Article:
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What is the difference between air-cooled versus liquid-cooled generator?

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What is the difference between air-cooled versus liquid-cooled generator?

 

Air-cooled systems work by forcing air to the engine's metal fins around the engine cylinder only. Liquid-cooling systems, on the other hand, have a radiator and a water pump. The pump cycles the thermostatically controlled liquid coolant to the engine block through hoses, and the heat from the engine is transferred to the coolant. The heated liquid then goes to the radiator where the air cools it. Diesel generator engines commonly use liquid-cooling, but you will find all portable and most liquid propane, natural gas generators are air-cooled engines models only.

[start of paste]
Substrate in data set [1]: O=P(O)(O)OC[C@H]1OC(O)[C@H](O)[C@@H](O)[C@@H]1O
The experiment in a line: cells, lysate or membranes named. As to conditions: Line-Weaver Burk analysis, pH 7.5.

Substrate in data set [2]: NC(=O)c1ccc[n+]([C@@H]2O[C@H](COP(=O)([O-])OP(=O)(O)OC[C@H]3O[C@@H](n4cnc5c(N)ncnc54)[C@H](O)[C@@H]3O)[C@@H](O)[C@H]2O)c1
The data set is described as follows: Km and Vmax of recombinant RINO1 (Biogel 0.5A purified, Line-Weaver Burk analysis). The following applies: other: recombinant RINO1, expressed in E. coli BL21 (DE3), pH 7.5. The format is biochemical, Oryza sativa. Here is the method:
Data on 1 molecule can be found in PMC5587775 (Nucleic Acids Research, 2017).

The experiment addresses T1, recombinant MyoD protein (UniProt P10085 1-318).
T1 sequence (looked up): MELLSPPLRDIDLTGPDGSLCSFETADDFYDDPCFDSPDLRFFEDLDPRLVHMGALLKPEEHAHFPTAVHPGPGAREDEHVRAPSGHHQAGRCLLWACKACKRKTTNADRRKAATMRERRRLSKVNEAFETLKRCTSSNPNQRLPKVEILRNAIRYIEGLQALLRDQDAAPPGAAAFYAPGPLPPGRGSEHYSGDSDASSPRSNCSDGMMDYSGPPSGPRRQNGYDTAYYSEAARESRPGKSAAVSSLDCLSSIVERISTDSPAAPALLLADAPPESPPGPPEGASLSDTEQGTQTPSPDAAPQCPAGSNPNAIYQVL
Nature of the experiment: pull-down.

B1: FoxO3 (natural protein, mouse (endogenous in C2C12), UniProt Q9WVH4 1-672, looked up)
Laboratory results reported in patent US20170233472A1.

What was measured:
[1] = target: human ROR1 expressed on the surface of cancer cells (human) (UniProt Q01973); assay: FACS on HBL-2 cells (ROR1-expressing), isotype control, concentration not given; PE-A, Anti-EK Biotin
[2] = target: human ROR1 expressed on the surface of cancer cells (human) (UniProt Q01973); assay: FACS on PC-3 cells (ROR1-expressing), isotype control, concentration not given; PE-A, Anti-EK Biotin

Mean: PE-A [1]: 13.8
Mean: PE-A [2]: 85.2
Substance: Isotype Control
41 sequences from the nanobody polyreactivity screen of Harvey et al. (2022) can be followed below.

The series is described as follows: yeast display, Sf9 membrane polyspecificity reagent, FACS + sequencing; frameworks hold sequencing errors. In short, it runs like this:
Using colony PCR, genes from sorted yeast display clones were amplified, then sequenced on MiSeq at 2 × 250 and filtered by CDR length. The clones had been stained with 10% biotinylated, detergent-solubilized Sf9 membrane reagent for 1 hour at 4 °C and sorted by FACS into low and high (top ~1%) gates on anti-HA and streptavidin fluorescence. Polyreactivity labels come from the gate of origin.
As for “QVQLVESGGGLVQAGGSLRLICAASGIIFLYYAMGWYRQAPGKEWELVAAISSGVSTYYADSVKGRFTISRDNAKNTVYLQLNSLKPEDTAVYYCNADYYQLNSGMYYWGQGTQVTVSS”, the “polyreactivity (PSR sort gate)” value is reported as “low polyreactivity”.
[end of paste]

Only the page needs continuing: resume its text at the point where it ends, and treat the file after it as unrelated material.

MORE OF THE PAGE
Air-cooled engines are generally cheaper to produce than liquid-cooled engines. This is because their components are less expensive to produce, need fewer parts. Air-cooled engines can easily overheat and have a much shorter engine life. Since air-cooled engines have the potential to overheat, using them full time is not recommended, nor warranted. Air-cooled engines that fail generally require either a major overhaul. Their maintenance and repair tasks tend to be more frequent and more time-consuming.

Since air-cooled engines in either portable generators or home standby LPG or LNG work at much faster speeds, they also wear out much faster. Oil break-down also happens faster and damage can occur with little warning.

Aurora Generators recommends you do NOT run air-cooled engines full-time. Shut down your air-cooled engine every few hours so it can cool. This is a good time to check your oil, add fuel and perform a general maintenance and/or inspections. All Aurora Generators are liquid cooled ranging from as small as 8kW - 30kW.

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